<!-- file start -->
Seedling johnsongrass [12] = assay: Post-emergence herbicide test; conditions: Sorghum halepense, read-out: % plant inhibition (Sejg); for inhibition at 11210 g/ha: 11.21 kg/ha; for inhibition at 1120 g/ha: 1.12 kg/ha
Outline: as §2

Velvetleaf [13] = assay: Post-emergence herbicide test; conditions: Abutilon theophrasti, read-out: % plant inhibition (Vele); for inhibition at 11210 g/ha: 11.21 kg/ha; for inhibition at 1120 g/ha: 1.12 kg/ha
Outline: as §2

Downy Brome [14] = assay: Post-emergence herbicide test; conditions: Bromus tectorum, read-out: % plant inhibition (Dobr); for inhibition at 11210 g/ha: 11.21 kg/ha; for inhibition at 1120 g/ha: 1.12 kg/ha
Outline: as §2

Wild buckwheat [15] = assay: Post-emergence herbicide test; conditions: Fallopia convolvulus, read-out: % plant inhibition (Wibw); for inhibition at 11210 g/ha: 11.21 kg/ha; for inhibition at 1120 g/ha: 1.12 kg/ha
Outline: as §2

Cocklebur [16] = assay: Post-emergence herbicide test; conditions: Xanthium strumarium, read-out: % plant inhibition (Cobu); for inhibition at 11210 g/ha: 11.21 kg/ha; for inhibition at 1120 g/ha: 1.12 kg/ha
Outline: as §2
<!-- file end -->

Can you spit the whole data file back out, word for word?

Seedling johnsongrass [12] = assay: Post-emergence herbicide test; conditions: Sorghum halepense, read-out: % plant inhibition (Sejg); for inhibition at 11210 g/ha: 11.21 kg/ha; for inhibition at 1120 g/ha: 1.12 kg/ha
Outline: as §2

Velvetleaf [13] = assay: Post-emergence herbicide test; conditions: Abutilon theophrasti, read-out: % plant inhibition (Vele); for inhibition at 11210 g/ha: 11.21 kg/ha; for inhibition at 1120 g/ha: 1.12 kg/ha
Outline: as §2

Downy Brome [14] = assay: Post-emergence herbicide test; conditions: Bromus tectorum, read-out: % plant inhibition (Dobr); for inhibition at 11210 g/ha: 11.21 kg/ha; for inhibition at 1120 g/ha: 1.12 kg/ha
Outline: as §2

Wild buckwheat [15] = assay: Post-emergence herbicide test; conditions: Fallopia convolvulus, read-out: % plant inhibition (Wibw); for inhibition at 11210 g/ha: 11.21 kg/ha; for inhibition at 1120 g/ha: 1.12 kg/ha
Outline: as §2

Cocklebur [16] = assay: Post-emergence herbicide test; conditions: Xanthium strumarium, read-out: % plant inhibition (Cobu); for inhibition at 11210 g/ha: 11.21 kg/ha; for inhibition at 1120 g/ha: 1.12 kg/ha
Outline: as §2